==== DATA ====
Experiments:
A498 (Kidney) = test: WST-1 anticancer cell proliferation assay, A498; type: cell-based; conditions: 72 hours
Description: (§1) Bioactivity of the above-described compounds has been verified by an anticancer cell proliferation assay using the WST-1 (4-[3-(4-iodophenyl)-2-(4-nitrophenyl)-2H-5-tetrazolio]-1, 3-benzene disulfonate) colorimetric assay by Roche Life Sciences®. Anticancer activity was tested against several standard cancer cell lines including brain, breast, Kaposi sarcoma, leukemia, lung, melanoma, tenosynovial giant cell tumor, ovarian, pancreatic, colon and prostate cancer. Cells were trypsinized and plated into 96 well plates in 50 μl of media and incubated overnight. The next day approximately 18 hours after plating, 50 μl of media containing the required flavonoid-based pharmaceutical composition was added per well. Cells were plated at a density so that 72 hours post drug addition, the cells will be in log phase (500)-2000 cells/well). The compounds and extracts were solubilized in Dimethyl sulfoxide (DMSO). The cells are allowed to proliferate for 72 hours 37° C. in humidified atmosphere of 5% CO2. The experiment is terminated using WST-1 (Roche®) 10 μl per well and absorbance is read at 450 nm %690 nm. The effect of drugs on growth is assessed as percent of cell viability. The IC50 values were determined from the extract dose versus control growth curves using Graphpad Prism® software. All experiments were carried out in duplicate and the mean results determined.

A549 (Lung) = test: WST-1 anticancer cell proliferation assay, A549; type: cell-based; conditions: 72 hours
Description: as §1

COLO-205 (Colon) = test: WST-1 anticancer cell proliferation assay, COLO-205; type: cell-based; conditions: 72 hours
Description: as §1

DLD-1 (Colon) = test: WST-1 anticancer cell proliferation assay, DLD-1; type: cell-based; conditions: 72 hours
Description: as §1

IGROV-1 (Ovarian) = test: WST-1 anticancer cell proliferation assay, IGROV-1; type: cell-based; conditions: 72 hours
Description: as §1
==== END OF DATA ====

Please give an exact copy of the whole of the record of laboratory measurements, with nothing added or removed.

Experiments:
A498 (Kidney) = test: WST-1 anticancer cell proliferation assay, A498; type: cell-based; conditions: 72 hours
Description: (§1) Bioactivity of the above-described compounds has been verified by an anticancer cell proliferation assay using the WST-1 (4-[3-(4-iodophenyl)-2-(4-nitrophenyl)-2H-5-tetrazolio]-1, 3-benzene disulfonate) colorimetric assay by Roche Life Sciences®. Anticancer activity was tested against several standard cancer cell lines including brain, breast, Kaposi sarcoma, leukemia, lung, melanoma, tenosynovial giant cell tumor, ovarian, pancreatic, colon and prostate cancer. Cells were trypsinized and plated into 96 well plates in 50 μl of media and incubated overnight. The next day approximately 18 hours after plating, 50 μl of media containing the required flavonoid-based pharmaceutical composition was added per well. Cells were plated at a density so that 72 hours post drug addition, the cells will be in log phase (500)-2000 cells/well). The compounds and extracts were solubilized in Dimethyl sulfoxide (DMSO). The cells are allowed to proliferate for 72 hours 37° C. in humidified atmosphere of 5% CO2. The experiment is terminated using WST-1 (Roche®) 10 μl per well and absorbance is read at 450 nm %690 nm. The effect of drugs on growth is assessed as percent of cell viability. The IC50 values were determined from the extract dose versus control growth curves using Graphpad Prism® software. All experiments were carried out in duplicate and the mean results determined.

A549 (Lung) = test: WST-1 anticancer cell proliferation assay, A549; type: cell-based; conditions: 72 hours
Description: as §1

COLO-205 (Colon) = test: WST-1 anticancer cell proliferation assay, COLO-205; type: cell-based; conditions: 72 hours
Description: as §1

DLD-1 (Colon) = test: WST-1 anticancer cell proliferation assay, DLD-1; type: cell-based; conditions: 72 hours
Description: as §1

IGROV-1 (Ovarian) = test: WST-1 anticancer cell proliferation assay, IGROV-1; type: cell-based; conditions: 72 hours
Description: as §1